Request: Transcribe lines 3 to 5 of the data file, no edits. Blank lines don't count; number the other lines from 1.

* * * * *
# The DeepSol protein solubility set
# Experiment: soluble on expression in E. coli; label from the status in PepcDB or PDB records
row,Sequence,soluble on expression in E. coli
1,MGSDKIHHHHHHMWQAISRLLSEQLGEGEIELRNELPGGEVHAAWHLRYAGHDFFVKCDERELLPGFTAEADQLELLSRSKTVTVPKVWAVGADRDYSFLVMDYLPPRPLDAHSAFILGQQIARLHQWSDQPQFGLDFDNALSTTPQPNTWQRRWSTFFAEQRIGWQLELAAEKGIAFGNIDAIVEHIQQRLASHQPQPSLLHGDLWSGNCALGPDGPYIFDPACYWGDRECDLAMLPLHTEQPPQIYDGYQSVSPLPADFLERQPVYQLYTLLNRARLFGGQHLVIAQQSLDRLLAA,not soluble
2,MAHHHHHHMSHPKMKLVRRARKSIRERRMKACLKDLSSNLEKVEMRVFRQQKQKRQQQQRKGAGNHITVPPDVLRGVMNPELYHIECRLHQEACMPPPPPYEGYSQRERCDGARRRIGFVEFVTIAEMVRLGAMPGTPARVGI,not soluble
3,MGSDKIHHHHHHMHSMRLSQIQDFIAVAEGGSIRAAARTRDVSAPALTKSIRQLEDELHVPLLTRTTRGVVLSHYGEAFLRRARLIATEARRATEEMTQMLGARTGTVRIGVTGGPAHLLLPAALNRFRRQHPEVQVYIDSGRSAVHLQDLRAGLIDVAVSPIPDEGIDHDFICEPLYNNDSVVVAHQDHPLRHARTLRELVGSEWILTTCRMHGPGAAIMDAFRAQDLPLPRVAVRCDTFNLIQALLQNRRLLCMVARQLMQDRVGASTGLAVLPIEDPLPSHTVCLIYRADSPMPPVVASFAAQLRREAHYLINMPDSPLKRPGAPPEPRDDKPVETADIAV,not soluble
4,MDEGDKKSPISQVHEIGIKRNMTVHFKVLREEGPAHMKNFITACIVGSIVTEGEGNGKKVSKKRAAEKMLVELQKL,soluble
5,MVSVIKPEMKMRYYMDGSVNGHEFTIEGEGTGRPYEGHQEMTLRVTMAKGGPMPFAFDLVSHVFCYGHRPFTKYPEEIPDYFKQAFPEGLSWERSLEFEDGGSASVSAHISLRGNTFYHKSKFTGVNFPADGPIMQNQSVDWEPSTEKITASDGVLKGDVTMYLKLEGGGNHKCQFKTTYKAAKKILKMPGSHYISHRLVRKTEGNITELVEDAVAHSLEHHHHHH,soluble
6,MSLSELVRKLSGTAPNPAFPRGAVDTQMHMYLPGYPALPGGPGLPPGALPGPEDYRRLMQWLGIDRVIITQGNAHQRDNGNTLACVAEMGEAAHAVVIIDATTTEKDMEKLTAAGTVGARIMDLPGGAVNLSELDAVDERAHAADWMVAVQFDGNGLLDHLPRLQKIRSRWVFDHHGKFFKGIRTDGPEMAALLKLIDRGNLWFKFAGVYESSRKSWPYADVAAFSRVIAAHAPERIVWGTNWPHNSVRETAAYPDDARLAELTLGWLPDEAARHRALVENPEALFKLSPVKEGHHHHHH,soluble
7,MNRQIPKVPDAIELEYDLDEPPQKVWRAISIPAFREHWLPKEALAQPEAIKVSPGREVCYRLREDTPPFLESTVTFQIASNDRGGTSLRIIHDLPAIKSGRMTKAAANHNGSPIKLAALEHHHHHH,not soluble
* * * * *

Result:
row,Sequence,soluble on expression in E. coli
1,MGSDKIHHHHHHMWQAISRLLSEQLGEGEIELRNELPGGEVHAAWHLRYAGHDFFVKCDERELLPGFTAEADQLELLSRSKTVTVPKVWAVGADRDYSFLVMDYLPPRPLDAHSAFILGQQIARLHQWSDQPQFGLDFDNALSTTPQPNTWQRRWSTFFAEQRIGWQLELAAEKGIAFGNIDAIVEHIQQRLASHQPQPSLLHGDLWSGNCALGPDGPYIFDPACYWGDRECDLAMLPLHTEQPPQIYDGYQSVSPLPADFLERQPVYQLYTLLNRARLFGGQHLVIAQQSLDRLLAA,not soluble
2,MAHHHHHHMSHPKMKLVRRARKSIRERRMKACLKDLSSNLEKVEMRVFRQQKQKRQQQQRKGAGNHITVPPDVLRGVMNPELYHIECRLHQEACMPPPPPYEGYSQRERCDGARRRIGFVEFVTIAEMVRLGAMPGTPARVGI,not soluble